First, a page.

31 Days of Horror: Shudder Original Night of the Hunted

Camille ROWE (Alice) and J. John BIELER (Doug) in Night of the Hunted. Photo Credit: GETAWAY FILMS/CINESTESIA/Shudder
Camille ROWE (Alice) and J. John BIELER (Doug) in Night of the Hunted. Photo Credit: GETAWAY FILMS/CINESTESIA/Shudder /

New Shudder Original Night of the Hunted rolled out on the horror streaming platform last week. More thriller than horror, it’s still a pretty intense film that kept me on the edge of my seat.

Our main character is Alice, played by Camille Rowe (The Deep House), and in the hands of a lesser actor, Night of the Hunted wouldn’t have nearly as good. From her first moments on screen, we get a good feel for Alice; her face looks exhausted, she is clearly not happy with her life, and her texts and phone conversations with her husband let us know that they are struggling as a couple.

It seems they are trying to get pregnant, and as we soon learn, Alice is having an affair with co-worker John – the two are at a work convention, and sharing a hotel room. They leave to head back home very late at night (or early in the morning, depending on how you look at it), and their conversation in the car is tense.

They stop at a gas station/convenience store, where John gasses up the car, and Alice goes in to pay. Oddly, there is no clerk at the counter, and the reason soon becomes clear as Alice sees blood spatter. Things get intense pretty quickly, as sniper rifle shots began to pepper the store, and Alice is shot in the arm.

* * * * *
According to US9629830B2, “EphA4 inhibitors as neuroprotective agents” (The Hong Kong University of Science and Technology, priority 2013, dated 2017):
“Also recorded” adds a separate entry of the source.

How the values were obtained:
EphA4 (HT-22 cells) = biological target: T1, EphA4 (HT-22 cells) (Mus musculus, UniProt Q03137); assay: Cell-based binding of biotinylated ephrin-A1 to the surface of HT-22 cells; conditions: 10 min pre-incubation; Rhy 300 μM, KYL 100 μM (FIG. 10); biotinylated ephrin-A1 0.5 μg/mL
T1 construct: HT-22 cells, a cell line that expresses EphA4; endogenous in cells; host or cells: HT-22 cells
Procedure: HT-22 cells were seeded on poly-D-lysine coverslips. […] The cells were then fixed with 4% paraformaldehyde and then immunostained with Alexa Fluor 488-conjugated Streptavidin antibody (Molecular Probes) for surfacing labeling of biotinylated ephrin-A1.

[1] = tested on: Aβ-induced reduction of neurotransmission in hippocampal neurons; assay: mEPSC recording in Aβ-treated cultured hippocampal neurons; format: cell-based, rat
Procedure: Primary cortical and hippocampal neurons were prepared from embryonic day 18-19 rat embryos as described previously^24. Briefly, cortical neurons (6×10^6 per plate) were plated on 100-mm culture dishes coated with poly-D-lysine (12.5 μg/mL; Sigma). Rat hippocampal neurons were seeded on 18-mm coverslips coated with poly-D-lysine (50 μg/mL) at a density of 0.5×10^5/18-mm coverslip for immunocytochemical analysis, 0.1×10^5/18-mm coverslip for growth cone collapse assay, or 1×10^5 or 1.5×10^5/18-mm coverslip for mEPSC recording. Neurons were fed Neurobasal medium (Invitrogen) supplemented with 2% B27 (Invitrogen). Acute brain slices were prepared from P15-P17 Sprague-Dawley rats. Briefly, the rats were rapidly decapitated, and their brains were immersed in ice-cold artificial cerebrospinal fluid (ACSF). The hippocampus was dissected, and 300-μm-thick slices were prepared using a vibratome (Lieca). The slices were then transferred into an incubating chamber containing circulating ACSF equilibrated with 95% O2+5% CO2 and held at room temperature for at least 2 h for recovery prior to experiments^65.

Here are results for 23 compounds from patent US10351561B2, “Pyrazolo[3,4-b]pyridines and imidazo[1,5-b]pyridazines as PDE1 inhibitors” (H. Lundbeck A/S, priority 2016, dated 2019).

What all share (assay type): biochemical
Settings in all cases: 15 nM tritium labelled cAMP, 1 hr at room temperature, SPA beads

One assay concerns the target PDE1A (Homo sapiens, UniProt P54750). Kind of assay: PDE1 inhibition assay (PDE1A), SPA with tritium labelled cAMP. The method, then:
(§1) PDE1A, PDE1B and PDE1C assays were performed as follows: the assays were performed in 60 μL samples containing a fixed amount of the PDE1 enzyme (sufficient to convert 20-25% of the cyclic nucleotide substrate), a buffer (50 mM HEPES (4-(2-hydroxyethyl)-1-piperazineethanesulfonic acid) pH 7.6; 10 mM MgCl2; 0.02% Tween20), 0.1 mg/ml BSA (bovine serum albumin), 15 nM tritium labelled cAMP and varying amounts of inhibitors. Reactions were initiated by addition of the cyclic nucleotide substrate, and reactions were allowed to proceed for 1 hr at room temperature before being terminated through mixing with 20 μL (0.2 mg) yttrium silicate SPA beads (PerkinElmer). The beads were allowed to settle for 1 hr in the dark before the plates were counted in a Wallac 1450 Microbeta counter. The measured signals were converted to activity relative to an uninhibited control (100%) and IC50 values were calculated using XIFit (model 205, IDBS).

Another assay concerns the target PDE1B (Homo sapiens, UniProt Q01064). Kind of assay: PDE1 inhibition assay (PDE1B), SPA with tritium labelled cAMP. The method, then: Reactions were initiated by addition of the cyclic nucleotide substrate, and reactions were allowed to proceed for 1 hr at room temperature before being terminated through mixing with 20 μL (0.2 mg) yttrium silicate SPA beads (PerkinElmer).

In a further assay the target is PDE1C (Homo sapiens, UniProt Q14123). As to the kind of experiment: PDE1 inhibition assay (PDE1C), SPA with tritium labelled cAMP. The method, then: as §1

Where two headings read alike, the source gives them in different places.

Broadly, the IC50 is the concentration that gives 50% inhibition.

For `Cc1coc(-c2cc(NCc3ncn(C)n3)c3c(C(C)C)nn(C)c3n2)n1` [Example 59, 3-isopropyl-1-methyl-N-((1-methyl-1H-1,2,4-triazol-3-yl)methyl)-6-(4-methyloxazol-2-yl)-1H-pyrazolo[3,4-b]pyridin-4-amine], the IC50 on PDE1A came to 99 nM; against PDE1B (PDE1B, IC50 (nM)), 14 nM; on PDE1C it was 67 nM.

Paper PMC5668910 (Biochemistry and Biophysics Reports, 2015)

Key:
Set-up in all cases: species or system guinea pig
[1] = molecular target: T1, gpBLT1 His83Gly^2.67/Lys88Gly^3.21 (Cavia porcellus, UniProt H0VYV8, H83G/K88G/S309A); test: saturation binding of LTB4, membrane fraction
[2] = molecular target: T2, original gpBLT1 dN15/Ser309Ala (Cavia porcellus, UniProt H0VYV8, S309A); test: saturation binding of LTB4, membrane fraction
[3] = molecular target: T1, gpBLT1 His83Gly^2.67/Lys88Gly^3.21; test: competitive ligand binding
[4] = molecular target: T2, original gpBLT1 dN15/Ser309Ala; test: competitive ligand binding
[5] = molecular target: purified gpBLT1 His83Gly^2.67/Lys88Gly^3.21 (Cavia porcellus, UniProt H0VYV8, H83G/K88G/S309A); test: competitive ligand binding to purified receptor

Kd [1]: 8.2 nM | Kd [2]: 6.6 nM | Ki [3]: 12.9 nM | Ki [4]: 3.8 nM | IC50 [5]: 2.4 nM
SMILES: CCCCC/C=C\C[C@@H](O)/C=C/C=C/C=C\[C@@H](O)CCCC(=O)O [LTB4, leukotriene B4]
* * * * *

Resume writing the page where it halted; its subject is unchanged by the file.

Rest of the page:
Night of the Hunted
Night of the Hunted – Courtesy Shudder /

The shooter seems to be stationed at a lighted billboard reading #GODISNOWHERE across from the gas station. That billboard was a brilliant touch, and kept me wondering if it said “God is nowhere” or “God is now here.”

That intensity stays amped up throughout the remainder of Night of the Hunted, as the shooter communicates with Alice via walkie-talkie, asking her questions about herself and taunting her. She is pretty innovative, and takes advantage of the store’s first aid kit and the merchandise available. My favorite trick of hers was taking multiple golf umbrellas, opening them, and using them to cover the sightlines for the store aisles.

The man’s reason for opening fire on Alice (and a few other customers who have the misfortune to gas up or walk inside) took away a little of my enthusiasm for the film. I won’t give spoilers, but let’s just say that the exhausting political climate in the US these days plays a big part in his anger.

Still, writer/director Franck Khalfoun (of P2 and the Maniac remake) kept me on edge and anxious up until the very end of Night of the Hunted, and it’s a bloody film well worth watching during the Halloween season.

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